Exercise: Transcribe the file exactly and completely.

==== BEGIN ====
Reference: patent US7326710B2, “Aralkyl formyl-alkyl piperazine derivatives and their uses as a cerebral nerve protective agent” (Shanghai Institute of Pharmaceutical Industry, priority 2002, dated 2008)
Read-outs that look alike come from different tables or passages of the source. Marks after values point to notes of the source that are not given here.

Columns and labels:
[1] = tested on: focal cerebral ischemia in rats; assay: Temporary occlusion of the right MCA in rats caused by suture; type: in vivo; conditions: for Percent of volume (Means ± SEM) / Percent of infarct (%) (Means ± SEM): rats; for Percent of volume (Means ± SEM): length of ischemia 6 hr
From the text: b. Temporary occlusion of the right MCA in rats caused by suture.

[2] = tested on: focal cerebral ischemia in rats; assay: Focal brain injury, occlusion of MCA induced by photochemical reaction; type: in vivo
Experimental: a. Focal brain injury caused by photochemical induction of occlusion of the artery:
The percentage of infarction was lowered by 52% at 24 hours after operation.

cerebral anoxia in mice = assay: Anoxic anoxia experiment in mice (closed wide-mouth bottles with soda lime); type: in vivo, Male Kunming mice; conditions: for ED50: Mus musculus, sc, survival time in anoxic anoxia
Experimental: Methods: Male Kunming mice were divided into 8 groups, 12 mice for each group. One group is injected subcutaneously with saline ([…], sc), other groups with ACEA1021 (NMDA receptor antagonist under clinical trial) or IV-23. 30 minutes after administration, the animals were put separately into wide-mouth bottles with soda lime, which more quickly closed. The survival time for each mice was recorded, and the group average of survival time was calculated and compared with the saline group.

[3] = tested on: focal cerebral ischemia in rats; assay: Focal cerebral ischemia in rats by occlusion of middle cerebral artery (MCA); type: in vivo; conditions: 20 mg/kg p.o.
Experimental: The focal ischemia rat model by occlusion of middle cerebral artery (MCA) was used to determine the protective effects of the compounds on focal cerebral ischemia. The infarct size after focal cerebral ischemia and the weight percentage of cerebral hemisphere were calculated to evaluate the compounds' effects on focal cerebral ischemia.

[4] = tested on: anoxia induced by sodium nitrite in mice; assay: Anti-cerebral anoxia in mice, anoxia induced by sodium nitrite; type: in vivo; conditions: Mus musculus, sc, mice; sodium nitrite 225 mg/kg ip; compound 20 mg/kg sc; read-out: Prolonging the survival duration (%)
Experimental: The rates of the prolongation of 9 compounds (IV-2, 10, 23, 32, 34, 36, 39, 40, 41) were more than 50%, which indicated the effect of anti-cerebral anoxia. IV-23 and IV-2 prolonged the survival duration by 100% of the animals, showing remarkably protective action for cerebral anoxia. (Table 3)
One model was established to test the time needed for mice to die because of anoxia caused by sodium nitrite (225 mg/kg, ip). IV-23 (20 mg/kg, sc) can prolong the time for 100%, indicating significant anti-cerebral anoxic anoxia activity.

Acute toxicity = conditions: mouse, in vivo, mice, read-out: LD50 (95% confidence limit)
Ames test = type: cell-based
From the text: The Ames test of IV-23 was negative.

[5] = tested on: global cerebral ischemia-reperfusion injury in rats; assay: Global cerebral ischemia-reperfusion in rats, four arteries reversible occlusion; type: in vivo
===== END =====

Reference: patent US7326710B2, “Aralkyl formyl-alkyl piperazine derivatives and their uses as a cerebral nerve protective agent” (Shanghai Institute of Pharmaceutical Industry, priority 2002, dated 2008)
Read-outs that look alike come from different tables or passages of the source. Marks after values point to notes of the source that are not given here.

Columns and labels:
[1] = tested on: focal cerebral ischemia in rats; assay: Temporary occlusion of the right MCA in rats caused by suture; type: in vivo; conditions: for Percent of volume (Means ± SEM) / Percent of infarct (%) (Means ± SEM): rats; for Percent of volume (Means ± SEM): length of ischemia 6 hr
From the text: b. Temporary occlusion of the right MCA in rats caused by suture.

[2] = tested on: focal cerebral ischemia in rats; assay: Focal brain injury, occlusion of MCA induced by photochemical reaction; type: in vivo
Experimental: a. Focal brain injury caused by photochemical induction of occlusion of the artery:
The percentage of infarction was lowered by 52% at 24 hours after operation.

cerebral anoxia in mice = assay: Anoxic anoxia experiment in mice (closed wide-mouth bottles with soda lime); type: in vivo, Male Kunming mice; conditions: for ED50: Mus musculus, sc, survival time in anoxic anoxia
Experimental: Methods: Male Kunming mice were divided into 8 groups, 12 mice for each group. One group is injected subcutaneously with saline ([…], sc), other groups with ACEA1021 (NMDA receptor antagonist under clinical trial) or IV-23. 30 minutes after administration, the animals were put separately into wide-mouth bottles with soda lime, which more quickly closed. The survival time for each mice was recorded, and the group average of survival time was calculated and compared with the saline group.

[3] = tested on: focal cerebral ischemia in rats; assay: Focal cerebral ischemia in rats by occlusion of middle cerebral artery (MCA); type: in vivo; conditions: 20 mg/kg p.o.
Experimental: The focal ischemia rat model by occlusion of middle cerebral artery (MCA) was used to determine the protective effects of the compounds on focal cerebral ischemia. The infarct size after focal cerebral ischemia and the weight percentage of cerebral hemisphere were calculated to evaluate the compounds' effects on focal cerebral ischemia.

[4] = tested on: anoxia induced by sodium nitrite in mice; assay: Anti-cerebral anoxia in mice, anoxia induced by sodium nitrite; type: in vivo; conditions: Mus musculus, sc, mice; sodium nitrite 225 mg/kg ip; compound 20 mg/kg sc; read-out: Prolonging the survival duration (%)
Experimental: The rates of the prolongation of 9 compounds (IV-2, 10, 23, 32, 34, 36, 39, 40, 41) were more than 50%, which indicated the effect of anti-cerebral anoxia. IV-23 and IV-2 prolonged the survival duration by 100% of the animals, showing remarkably protective action for cerebral anoxia. (Table 3)
One model was established to test the time needed for mice to die because of anoxia caused by sodium nitrite (225 mg/kg, ip). IV-23 (20 mg/kg, sc) can prolong the time for 100%, indicating significant anti-cerebral anoxic anoxia activity.

Acute toxicity = conditions: mouse, in vivo, mice, read-out: LD50 (95% confidence limit)
Ames test = type: cell-based
From the text: The Ames test of IV-23 was negative.

[5] = tested on: global cerebral ischemia-reperfusion injury in rats; assay: Global cerebral ischemia-reperfusion in rats, four arteries reversible occlusion; type: in vivo